Background The development of electronic prescriptions secures patient medication care in hospital. However, software can also lead to medication errors, for example when the drug data sheet is misconfigured.1
Purpose To correct configuration errors related to prescription and distribution parameters in prescription software, in order to obtain a more accurate drug database, improve drug information and decrease the number of prescription errors.
Material and methods 3 pharmacists and 2 pharmacy residents developed a monthly checklist to consolidate the key data regarding drugs which were available in our hospital. Between June and October 2016, all of the data sheets corresponding to these drugs were extracted monthly and then analysed. Configuration errors were identified, quantified and corrected in prescription software (Orbisv8.4, AGFA).
Results During the initial set up, 25 checkboxes and 15 path fields were available on 7 tabs. Using data mining, the main parameters of prescription (5 path fields) and distribution (5 path fields) were first studied. On average, 2073 data sheets per month were extracted. Regarding prescription parameters, 1641 of 2125 data sheets (77.2%) included at least 1 error in June. This rate decreased to 13.4% in October (270/2021). The rates of data sheets with at least 1 errors were, respectively, in June and October: 72.3% (1536/2125) and 9.6% (194/2021) for the pharmacotherapeutic groups, 8.4% (179/2125) and 3.4% (69/2021) for the pharmaceutical forms, 4.8% (102/2125) and 0.89% (18/2021) for administration routes, and 3.8% (80/2125) and 0.15% (3/2021) for prescription units. In June and October, 84.1% (1787/2125) and 2.28% (46/2021) of data sheets, respectively, included at least 1 error of distribution: respectively, 74.4% (1581/2125) and 0.30% (6/2021) for the minimum unit of distribution, 18.7% (397/2125) and 0.0% for the global order mode, 4.1% (87/2125) and 2.1% (42/2021) for the packaging, 3.8% (80/2125) and 0.15% (3/2021) for the distribution unit, and 2.4%(50/2125) and 0.0% for the restocking.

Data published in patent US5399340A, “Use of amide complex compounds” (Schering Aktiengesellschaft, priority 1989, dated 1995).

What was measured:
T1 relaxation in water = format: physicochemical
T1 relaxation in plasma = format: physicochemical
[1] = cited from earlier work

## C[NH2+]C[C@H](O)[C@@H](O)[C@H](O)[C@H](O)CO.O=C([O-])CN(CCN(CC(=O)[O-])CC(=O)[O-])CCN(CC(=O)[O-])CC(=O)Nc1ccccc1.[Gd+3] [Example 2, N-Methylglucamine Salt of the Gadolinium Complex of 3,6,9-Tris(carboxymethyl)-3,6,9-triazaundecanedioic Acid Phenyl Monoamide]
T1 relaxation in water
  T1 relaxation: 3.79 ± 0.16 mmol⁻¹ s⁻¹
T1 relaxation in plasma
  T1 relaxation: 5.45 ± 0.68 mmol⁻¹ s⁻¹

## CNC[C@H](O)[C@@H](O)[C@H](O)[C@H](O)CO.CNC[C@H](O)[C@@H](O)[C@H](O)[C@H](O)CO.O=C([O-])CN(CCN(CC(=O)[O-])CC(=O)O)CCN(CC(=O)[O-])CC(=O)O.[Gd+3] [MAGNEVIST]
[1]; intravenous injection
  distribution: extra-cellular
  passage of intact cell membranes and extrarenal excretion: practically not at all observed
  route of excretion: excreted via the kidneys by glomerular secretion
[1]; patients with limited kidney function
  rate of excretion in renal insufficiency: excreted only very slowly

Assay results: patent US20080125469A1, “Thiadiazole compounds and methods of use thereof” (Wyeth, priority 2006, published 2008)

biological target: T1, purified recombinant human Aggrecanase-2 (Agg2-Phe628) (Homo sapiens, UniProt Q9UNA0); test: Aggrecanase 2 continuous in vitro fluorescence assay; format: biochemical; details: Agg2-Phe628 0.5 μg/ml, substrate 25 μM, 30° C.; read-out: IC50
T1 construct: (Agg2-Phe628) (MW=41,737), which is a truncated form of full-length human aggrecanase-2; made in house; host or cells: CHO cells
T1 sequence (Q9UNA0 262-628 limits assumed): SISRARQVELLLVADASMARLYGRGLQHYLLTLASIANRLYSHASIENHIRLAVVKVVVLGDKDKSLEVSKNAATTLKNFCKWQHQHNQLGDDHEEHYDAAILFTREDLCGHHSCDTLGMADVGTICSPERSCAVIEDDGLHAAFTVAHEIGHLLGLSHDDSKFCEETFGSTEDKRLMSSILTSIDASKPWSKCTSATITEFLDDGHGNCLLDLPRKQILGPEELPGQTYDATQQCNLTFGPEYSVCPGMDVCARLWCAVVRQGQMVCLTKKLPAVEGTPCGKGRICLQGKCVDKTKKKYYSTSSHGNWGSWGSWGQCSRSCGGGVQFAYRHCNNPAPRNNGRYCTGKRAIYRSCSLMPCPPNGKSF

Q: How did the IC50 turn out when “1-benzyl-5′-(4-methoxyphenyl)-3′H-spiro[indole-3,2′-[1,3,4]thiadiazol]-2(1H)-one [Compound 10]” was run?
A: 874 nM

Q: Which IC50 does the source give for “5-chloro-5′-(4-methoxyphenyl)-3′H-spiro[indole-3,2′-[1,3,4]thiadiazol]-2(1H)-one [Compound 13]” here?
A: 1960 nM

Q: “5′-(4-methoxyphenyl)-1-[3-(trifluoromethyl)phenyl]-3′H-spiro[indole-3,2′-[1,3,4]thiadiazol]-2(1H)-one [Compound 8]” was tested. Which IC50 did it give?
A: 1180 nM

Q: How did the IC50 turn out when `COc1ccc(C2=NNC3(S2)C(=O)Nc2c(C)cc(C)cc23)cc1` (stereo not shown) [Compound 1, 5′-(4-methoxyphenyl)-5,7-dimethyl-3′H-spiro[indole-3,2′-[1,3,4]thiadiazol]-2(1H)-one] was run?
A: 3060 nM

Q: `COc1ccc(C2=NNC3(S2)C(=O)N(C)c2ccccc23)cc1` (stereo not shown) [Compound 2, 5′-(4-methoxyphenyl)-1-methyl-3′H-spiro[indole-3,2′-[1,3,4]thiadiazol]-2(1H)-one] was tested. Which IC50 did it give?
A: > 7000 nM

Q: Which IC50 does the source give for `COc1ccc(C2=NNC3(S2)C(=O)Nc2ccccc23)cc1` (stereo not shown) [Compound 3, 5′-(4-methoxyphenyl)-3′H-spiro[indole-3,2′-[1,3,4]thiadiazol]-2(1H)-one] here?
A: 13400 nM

Conclusion Updating data have led to a more accurate drug database for prescription software. Enlargement of the method to other criteria (drug status, colour of the wording according to the class, etc) will improve drug information. This work should also decrease the number of medication errors in our hospital.
References and/or acknowledgements 1. Charpiat B, et al. Opportunities for medication errors and pharmacist’s interventions in the context of computerised prescription order entry. Ann Pharm Fr2012.
No conflict of interest
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